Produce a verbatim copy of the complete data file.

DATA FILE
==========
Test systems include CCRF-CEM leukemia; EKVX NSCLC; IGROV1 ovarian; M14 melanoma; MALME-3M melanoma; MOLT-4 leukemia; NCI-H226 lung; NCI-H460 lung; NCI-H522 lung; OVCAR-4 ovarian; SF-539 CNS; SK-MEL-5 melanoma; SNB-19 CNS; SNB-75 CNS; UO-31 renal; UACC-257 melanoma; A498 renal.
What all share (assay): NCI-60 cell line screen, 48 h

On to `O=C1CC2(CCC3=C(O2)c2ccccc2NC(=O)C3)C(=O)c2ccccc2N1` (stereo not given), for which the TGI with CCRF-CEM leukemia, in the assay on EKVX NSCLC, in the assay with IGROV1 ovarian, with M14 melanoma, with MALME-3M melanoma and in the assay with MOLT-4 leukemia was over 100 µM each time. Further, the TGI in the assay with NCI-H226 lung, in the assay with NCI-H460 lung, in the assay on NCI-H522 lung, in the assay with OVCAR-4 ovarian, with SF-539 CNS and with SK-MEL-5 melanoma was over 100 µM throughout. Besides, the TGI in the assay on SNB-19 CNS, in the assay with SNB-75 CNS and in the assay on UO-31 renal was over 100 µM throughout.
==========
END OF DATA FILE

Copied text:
Test systems include CCRF-CEM leukemia; EKVX NSCLC; IGROV1 ovarian; M14 melanoma; MALME-3M melanoma; MOLT-4 leukemia; NCI-H226 lung; NCI-H460 lung; NCI-H522 lung; OVCAR-4 ovarian; SF-539 CNS; SK-MEL-5 melanoma; SNB-19 CNS; SNB-75 CNS; UO-31 renal; UACC-257 melanoma; A498 renal.
What all share (assay): NCI-60 cell line screen, 48 h

On to `O=C1CC2(CCC3=C(O2)c2ccccc2NC(=O)C3)C(=O)c2ccccc2N1` (stereo not given), for which the TGI with CCRF-CEM leukemia, in the assay on EKVX NSCLC, in the assay with IGROV1 ovarian, with M14 melanoma, with MALME-3M melanoma and in the assay with MOLT-4 leukemia was over 100 µM each time. Further, the TGI in the assay with NCI-H226 lung, in the assay with NCI-H460 lung, in the assay on NCI-H522 lung, in the assay with OVCAR-4 ovarian, with SF-539 CNS and with SK-MEL-5 melanoma was over 100 µM throughout. Besides, the TGI in the assay on SNB-19 CNS, in the assay with SNB-75 CNS and in the assay on UO-31 renal was over 100 µM throughout.